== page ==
Sex is probably the last thing on your mind in the immediate aftermath of giving birth. But with half of new parents returning to sexual activity within six weeks, it's worth considering your postpartum contraceptive options early on, so you're covered when the time comes.
"We know that fertility can resume quite soon after childbirth - as early as three to four weeks in women who are not exclusively breastfeeding, which I think is much earlier than a lot of couples realise," explains Dr Michelle Cooper, a gynaecologist, researcher, and spokesperson for charity Wellbeing of Women.
"We also know that sexual activity can resume earlier than we might think. At least 50% of couples will have started having sex again by six weeks. So these two things combined means that women are actually at quite high risk of an unintended pregnancy in those early weeks and months after giving birth, unless they're using some form of contraception," she adds.
How common are unintended pregnancies?
Accidental pregnancies shortly after birth are surprisingly common. Data from Lothian, where Cooper is based, show that one in 13 women who attend abortion services will do so within 12 months of giving birth - and these figures are thought to reflect most areas of the UK.
The data is similar for women conceiving and continuing with a pregnancy within a year of giving birth, Cooper adds, again coming out at around one in 13. "It's actually quite a bit higher than I think any of us realised before we looked at the data," she says.
Part of the problem, Cooper explains, is that the relatively quick return to both fertility and sexual activity for many women is also compounded by practical issues with accessing contraception as a new parent.
"Once you leave the hospital or birth unit, contraception is probably not the top of your agenda. It can be very difficult to access appointments so, when we survey women, the vast majority of them say that if they had the choice they would much prefer to be able to access contraception before leaving hospital," she says.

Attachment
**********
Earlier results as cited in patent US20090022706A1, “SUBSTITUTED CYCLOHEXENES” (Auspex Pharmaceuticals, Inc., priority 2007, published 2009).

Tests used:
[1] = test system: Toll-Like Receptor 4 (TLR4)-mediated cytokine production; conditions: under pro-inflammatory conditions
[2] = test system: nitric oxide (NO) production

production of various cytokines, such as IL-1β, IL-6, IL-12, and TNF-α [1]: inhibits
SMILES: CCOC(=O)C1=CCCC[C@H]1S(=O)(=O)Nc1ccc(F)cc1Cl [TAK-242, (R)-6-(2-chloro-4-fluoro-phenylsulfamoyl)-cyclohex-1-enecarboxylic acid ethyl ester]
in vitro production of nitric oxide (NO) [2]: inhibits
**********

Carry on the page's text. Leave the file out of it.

What are the risks?
Besides the obvious logistical difficulties associated with having two babies in close succession, Cooper explains that conceiving again within 18 months or less - what's known as a 'short inter-pregnancy interval' - also puts that subsequent pregnancy at "much higher" risk of complications, including preterm labour, low birth-weight babies, stillbirth, and an overall increase in neonatal mortality.
"Things like maternal age or smoking status can also increase those risks, but even when you account for all of that, there is still a persistent risk just from having that short interval - which I'm not sure women realise, and I'm not sure as healthcare professionals we're always discussing this proactively with women either," she says.
Is breastfeeding an effective contraceptive?
Breastfeeding has long been considered an effective form of contraception for women who choose to exclusively feed their baby in this way - but how effective really is it, and for how long?
There are a couple of aspects to this, Cooper explains. "When we think of breastfeeding, yes it can be a contraceptive, but it's not just breastfeeding alone. What we're talking about is the lactational amenorrhoea method," she says.
"For that to be effective, the woman needs to be exclusively breastfeeding - breastfeeding fairly regularly throughout the day and night, avoiding any top-ups or other fluids, or the use of pacifiers. She also needs to be within six months after giving birth, and needs to have absent periods."